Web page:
How Silent Messaging Impacts Workforce Diversity

As West Michigan grows, embracing diversity, equity, and inclusion (DE&I) is not only the right thing for businesses to do; It’s also important for talent attraction and retention. Employers can benefit by creating a company culture that openly values DE&I. Doing so can help avoid losing employees—or customers—due to nonverbal messages you might be sending but are unaware of.


What is Silent Messaging?

Silent Messaging is subtle or implicit communication, or the messages that are given off without being literally stated. In terms of workforce DE&I, silent messaging can communicate about your company’s demographic makeup or culture.

For example, advertisements may be communicating that your workplace is not inclusive. Photos might only reflect one gender, race, or age group. While often unintentional, this is important to take note of.

Certain types of nonverbal communication may also send unintentional messages about DE&I in the workplace. For example, research suggests that many people are likely to sit or stand near someone who looks like themselves. This can make a workplace appear less inclusive when we repeatedly sit or stand with those of the same race, age, or gender.

Similarly, nonverbal communication such as body language and gesturing, personal space preferences, and the volume or tone in which we speak varies greatly across cultures. It is important to be aware of this as we communicate with coworkers from different backgrounds from ourselves.


How to combat silent messaging

First, it’s important to make sure that any images or silent messages related to your company are inclusive. This means taking a look at who is represented in any advertisements or photos and ensuring that they are reflective of a diverse workplace and community. Of course, it is best to be inclusive while also showing an honest reflection of your company’s demographic makeup.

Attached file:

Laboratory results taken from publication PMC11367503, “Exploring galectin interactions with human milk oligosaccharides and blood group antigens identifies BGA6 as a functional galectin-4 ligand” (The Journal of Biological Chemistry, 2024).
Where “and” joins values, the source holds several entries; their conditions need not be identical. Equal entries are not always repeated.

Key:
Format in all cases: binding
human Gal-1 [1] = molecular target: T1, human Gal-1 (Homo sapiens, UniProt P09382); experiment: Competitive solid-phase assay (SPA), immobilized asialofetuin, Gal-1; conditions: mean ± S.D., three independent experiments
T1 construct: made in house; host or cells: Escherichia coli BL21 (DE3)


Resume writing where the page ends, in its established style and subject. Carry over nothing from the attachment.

Strong and explicit statements about diversity are the best way to combat any negative silent messages. Show that your company, and its leadership, are committed to DE&I. Communicate clearly what is being done regarding diversity and what metrics are being tracked. One way to show that diversity, equity, and inclusion is a priority for your business is to sign Talent 2025’s DE&I CEO Commitment. This is just one way that those in leadership roles can show employees that they value DE&I and want to lead by example.

Finally, be sure to foster a dialogue in the workplace about DE&I. One key component to feeling included is feeling that you have a voice. Make sure that all employees feel they can safely and effectively contribute to the conversation.

For more information about this subject, consider reading our 2015 Inclusion Interview Reports.

Subscribe to our blog feed

Related Reading

Mom in graduation cap and gown, with smiling daughter.

A new study shows that most American adults recognize the value of a postsecondary credential for career and financial success. At the same time, employers...

Toy cars in foreground of children playing on floor of classroom.

A lot of hard work was finally showing progress toward expanding access to high-quality preschool education and addressing the state’s child care crisis. New legislation...

Stressed woman at work putting her hands to her head.

Even as the initial shock of COVID-19 has diminished, employers and their teams continue to face challenges, stress and disruptions in their lives and the...